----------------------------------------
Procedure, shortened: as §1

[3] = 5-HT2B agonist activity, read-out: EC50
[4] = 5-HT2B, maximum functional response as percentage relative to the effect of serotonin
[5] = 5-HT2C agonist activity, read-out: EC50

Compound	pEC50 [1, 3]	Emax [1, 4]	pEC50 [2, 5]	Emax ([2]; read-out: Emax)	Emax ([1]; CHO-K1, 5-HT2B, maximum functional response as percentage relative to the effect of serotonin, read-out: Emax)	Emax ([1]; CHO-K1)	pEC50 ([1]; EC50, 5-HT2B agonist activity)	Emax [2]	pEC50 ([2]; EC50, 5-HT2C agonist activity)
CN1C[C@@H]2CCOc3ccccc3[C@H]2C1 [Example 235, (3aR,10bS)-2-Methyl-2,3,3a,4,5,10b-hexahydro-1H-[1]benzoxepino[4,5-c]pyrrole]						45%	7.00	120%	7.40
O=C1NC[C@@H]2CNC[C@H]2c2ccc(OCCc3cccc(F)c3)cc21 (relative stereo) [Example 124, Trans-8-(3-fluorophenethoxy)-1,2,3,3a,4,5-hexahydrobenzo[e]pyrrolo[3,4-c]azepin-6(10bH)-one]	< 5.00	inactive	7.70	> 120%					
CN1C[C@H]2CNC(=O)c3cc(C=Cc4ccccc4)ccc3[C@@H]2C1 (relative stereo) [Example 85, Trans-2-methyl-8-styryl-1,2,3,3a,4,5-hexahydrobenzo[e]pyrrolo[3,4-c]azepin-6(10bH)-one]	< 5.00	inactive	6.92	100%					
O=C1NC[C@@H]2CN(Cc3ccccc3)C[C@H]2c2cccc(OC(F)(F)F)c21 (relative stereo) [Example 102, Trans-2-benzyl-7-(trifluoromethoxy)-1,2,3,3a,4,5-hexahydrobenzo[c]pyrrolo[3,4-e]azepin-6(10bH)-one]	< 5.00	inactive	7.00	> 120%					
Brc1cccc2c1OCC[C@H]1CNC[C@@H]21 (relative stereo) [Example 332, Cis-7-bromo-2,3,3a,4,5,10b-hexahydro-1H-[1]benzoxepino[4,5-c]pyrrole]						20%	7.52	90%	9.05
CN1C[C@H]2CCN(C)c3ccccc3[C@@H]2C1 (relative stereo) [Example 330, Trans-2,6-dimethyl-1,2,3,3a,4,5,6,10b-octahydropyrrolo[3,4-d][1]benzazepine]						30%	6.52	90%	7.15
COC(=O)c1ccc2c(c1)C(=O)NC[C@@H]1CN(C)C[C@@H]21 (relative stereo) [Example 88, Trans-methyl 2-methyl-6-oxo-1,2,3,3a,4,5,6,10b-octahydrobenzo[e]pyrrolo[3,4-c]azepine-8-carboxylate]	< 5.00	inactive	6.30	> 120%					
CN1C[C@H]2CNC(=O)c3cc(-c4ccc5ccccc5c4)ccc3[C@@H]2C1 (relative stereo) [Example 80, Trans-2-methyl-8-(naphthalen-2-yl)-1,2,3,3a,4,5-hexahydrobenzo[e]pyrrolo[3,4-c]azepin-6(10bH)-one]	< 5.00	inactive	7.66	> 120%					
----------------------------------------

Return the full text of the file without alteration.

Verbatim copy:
Procedure, shortened: as §1

[3] = 5-HT2B agonist activity, read-out: EC50
[4] = 5-HT2B, maximum functional response as percentage relative to the effect of serotonin
[5] = 5-HT2C agonist activity, read-out: EC50

Compound	pEC50 [1, 3]	Emax [1, 4]	pEC50 [2, 5]	Emax ([2]; read-out: Emax)	Emax ([1]; CHO-K1, 5-HT2B, maximum functional response as percentage relative to the effect of serotonin, read-out: Emax)	Emax ([1]; CHO-K1)	pEC50 ([1]; EC50, 5-HT2B agonist activity)	Emax [2]	pEC50 ([2]; EC50, 5-HT2C agonist activity)
CN1C[C@@H]2CCOc3ccccc3[C@H]2C1 [Example 235, (3aR,10bS)-2-Methyl-2,3,3a,4,5,10b-hexahydro-1H-[1]benzoxepino[4,5-c]pyrrole]						45%	7.00	120%	7.40
O=C1NC[C@@H]2CNC[C@H]2c2ccc(OCCc3cccc(F)c3)cc21 (relative stereo) [Example 124, Trans-8-(3-fluorophenethoxy)-1,2,3,3a,4,5-hexahydrobenzo[e]pyrrolo[3,4-c]azepin-6(10bH)-one]	< 5.00	inactive	7.70	> 120%					
CN1C[C@H]2CNC(=O)c3cc(C=Cc4ccccc4)ccc3[C@@H]2C1 (relative stereo) [Example 85, Trans-2-methyl-8-styryl-1,2,3,3a,4,5-hexahydrobenzo[e]pyrrolo[3,4-c]azepin-6(10bH)-one]	< 5.00	inactive	6.92	100%					
O=C1NC[C@@H]2CN(Cc3ccccc3)C[C@H]2c2cccc(OC(F)(F)F)c21 (relative stereo) [Example 102, Trans-2-benzyl-7-(trifluoromethoxy)-1,2,3,3a,4,5-hexahydrobenzo[c]pyrrolo[3,4-e]azepin-6(10bH)-one]	< 5.00	inactive	7.00	> 120%					
Brc1cccc2c1OCC[C@H]1CNC[C@@H]21 (relative stereo) [Example 332, Cis-7-bromo-2,3,3a,4,5,10b-hexahydro-1H-[1]benzoxepino[4,5-c]pyrrole]						20%	7.52	90%	9.05
CN1C[C@H]2CCN(C)c3ccccc3[C@@H]2C1 (relative stereo) [Example 330, Trans-2,6-dimethyl-1,2,3,3a,4,5,6,10b-octahydropyrrolo[3,4-d][1]benzazepine]						30%	6.52	90%	7.15
COC(=O)c1ccc2c(c1)C(=O)NC[C@@H]1CN(C)C[C@@H]21 (relative stereo) [Example 88, Trans-methyl 2-methyl-6-oxo-1,2,3,3a,4,5,6,10b-octahydrobenzo[e]pyrrolo[3,4-c]azepine-8-carboxylate]	< 5.00	inactive	6.30	> 120%					
CN1C[C@H]2CNC(=O)c3cc(-c4ccc5ccccc5c4)ccc3[C@@H]2C1 (relative stereo) [Example 80, Trans-2-methyl-8-(naphthalen-2-yl)-1,2,3,3a,4,5-hexahydrobenzo[e]pyrrolo[3,4-c]azepin-6(10bH)-one]	< 5.00	inactive	7.66	> 120%					